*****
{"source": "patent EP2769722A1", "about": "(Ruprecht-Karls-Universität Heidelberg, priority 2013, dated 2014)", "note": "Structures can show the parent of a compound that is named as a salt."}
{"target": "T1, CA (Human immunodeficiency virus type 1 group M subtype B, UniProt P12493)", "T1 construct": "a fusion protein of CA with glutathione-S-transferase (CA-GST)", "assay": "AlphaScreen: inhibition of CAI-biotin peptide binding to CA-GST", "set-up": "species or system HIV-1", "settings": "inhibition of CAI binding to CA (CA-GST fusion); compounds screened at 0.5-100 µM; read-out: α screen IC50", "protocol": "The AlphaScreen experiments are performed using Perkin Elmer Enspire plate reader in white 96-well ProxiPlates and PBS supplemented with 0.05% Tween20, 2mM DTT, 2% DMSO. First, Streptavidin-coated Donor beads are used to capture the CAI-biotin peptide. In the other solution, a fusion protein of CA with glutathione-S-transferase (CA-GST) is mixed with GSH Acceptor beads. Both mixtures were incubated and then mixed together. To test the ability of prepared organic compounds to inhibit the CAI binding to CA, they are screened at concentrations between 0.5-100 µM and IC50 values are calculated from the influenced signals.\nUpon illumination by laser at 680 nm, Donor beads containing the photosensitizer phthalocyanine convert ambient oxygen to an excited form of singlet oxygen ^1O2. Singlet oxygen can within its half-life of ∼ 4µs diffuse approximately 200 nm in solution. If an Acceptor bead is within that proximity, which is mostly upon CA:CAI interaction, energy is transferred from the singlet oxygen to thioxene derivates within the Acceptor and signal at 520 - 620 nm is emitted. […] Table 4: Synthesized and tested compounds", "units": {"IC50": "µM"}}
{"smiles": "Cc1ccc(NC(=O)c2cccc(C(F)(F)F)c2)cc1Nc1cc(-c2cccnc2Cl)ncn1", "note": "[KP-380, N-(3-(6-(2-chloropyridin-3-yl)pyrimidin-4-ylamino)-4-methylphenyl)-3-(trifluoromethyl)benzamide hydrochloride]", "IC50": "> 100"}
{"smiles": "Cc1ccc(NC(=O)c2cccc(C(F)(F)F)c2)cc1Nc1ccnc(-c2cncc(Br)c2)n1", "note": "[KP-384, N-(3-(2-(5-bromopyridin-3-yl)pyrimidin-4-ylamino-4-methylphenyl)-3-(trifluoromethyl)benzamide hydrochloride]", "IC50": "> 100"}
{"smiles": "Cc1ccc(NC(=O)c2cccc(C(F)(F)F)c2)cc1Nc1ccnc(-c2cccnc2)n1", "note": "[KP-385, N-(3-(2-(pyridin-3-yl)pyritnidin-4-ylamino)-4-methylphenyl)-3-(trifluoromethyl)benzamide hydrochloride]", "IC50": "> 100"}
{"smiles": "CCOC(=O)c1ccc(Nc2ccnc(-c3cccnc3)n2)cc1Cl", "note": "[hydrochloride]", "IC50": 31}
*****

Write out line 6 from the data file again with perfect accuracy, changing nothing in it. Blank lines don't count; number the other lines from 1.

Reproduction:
{"smiles": "CCOC(=O)c1ccc(Nc2ccnc(-c3cccnc3)n2)cc1Cl", "note": "[hydrochloride]", "IC50": 31}